Stephan Kazemi isn't afraid to sue the government of Iran in connection with the death of his mother in a Tehran prison. However, the laws of Canada stand in his way. CP/Jonathan Hayward
"I am trying to defend some values. How can you be human and defend torture."Stephan Kazemi, son of Zahra Kezemi who died in a Tehran prison . He wants the right to file a civil law suit against the Iranian government
Photojournalist Zahra Kazemi died eleven years ago in Iranian custody under the most suspicious of circumstances. And for her son -- it's been 11 long years in the pursuit of justice for her torment and death. Stephan Kazemi -- who was formerly known as Stephan Hashemi -- wants permission from the Supreme Court of Canada to sue the Iranian government in connection with his mother 's death .
In 2006, he filed a civil law suit seeking damages. Tehran argues it's immune from prosecution in Canadian courts. The Supreme Court of Canada will make a final decision on whether Iran can be sued in Canada.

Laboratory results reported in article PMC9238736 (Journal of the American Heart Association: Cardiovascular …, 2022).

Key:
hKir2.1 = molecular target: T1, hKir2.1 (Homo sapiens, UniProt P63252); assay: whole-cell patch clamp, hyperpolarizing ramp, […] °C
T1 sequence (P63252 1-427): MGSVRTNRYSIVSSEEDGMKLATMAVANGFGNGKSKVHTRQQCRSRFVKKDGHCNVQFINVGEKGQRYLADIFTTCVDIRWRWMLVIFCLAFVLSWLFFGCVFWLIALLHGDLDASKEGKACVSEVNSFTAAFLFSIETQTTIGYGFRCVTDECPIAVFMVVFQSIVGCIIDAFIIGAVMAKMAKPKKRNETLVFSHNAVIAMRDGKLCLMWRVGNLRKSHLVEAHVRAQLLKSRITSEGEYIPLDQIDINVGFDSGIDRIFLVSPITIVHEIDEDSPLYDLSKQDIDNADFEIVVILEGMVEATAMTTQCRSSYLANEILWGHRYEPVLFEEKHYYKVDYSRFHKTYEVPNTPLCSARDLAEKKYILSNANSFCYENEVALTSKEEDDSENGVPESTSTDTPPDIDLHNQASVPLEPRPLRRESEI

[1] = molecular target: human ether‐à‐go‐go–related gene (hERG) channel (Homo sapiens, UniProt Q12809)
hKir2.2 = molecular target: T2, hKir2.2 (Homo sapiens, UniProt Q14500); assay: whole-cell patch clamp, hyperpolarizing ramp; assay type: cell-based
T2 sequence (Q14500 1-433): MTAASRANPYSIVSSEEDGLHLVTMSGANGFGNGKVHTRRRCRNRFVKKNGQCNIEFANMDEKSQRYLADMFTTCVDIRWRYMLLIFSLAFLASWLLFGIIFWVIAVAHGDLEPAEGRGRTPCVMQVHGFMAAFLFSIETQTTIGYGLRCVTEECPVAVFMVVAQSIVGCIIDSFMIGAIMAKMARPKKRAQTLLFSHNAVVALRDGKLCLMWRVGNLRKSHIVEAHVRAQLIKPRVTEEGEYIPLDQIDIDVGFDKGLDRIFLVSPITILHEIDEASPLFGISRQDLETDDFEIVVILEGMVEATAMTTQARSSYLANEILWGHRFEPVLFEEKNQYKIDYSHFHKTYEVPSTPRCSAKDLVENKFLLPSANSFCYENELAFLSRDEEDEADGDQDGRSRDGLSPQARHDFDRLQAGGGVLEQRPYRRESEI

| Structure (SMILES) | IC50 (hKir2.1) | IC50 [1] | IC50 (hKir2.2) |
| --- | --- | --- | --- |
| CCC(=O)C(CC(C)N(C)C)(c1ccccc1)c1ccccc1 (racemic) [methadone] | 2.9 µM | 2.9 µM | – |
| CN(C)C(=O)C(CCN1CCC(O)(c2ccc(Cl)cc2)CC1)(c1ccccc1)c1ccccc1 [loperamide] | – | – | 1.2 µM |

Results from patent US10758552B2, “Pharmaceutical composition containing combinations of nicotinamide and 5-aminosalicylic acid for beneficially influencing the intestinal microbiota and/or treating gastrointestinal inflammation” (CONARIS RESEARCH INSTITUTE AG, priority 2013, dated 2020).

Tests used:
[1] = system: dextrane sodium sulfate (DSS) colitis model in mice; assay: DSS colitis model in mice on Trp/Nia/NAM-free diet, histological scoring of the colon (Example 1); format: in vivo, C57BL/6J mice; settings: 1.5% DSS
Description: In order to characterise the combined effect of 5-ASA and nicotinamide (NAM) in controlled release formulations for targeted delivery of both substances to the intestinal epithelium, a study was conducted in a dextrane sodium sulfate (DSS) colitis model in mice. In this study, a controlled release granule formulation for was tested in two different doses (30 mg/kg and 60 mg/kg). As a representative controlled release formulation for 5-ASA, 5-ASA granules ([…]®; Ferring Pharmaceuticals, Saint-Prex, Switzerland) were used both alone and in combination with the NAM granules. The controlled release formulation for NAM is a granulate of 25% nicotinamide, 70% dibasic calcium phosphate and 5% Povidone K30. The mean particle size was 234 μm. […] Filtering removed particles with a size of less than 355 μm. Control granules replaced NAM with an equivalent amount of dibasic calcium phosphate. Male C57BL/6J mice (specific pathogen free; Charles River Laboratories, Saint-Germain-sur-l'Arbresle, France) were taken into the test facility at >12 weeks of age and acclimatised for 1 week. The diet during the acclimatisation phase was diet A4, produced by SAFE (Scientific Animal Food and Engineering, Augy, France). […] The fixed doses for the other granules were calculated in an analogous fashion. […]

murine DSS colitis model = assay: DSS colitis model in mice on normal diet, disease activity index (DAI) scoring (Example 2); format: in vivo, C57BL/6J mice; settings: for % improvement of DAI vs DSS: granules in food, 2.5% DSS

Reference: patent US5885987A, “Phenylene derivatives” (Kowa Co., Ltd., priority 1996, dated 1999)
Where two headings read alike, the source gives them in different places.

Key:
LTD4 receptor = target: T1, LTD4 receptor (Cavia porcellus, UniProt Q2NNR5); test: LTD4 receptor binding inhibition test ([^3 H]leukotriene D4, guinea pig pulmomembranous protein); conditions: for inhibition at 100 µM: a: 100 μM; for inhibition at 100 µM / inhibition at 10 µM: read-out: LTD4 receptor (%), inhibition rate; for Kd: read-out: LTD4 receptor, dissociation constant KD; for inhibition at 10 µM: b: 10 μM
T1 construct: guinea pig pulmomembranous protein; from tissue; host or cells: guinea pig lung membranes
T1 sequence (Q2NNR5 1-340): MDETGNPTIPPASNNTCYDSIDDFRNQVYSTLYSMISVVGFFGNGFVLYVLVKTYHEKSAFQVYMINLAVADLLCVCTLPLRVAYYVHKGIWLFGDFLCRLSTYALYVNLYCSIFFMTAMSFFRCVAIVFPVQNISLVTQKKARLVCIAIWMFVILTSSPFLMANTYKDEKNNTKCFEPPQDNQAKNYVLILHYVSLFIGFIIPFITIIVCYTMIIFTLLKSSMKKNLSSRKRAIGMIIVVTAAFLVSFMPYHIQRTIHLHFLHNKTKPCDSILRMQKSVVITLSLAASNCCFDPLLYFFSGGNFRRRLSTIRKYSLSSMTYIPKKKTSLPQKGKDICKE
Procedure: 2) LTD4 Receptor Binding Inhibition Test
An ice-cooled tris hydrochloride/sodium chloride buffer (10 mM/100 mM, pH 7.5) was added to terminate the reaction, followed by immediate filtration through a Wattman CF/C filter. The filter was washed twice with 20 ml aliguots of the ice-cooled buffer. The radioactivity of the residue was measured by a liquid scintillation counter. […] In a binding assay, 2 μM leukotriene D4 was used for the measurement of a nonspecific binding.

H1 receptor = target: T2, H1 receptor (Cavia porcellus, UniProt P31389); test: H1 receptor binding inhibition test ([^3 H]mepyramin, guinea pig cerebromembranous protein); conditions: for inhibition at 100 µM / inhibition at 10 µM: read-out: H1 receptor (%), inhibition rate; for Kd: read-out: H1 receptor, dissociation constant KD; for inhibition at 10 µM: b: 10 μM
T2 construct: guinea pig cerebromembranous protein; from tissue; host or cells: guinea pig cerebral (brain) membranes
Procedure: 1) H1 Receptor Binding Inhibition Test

We requested an interview with someone from the Department of Foreign Affairs but they declined our request.
And we also requested an interview with someone from the Department of Foreign Affairs but did not receive a response.
Have thoughts you want to share on this discussion?
This segment was produced by The Current's Josh Bloch and Pacinthe Mattar.
Last Word: Officials Banned From Russia
When Ottawa slapped Russia with sanctions over it actions in Crimea, it could probably have counted on a slap back. Yesterday, Moscow announced a travel ban on 13 Canadian lawmakers and officials... none are welcome in Russia.
We heard from a number of people on the list, Senator Raynell Andreychuk, as well as MPs James Bezan, Ted Opitz, Peter Van Loan Irwin Cotler, Paul Dewar and Chrystia Freeland. None sounded terribly upset about the prospect of missing a night at the Bolshoi. They get today's Last World.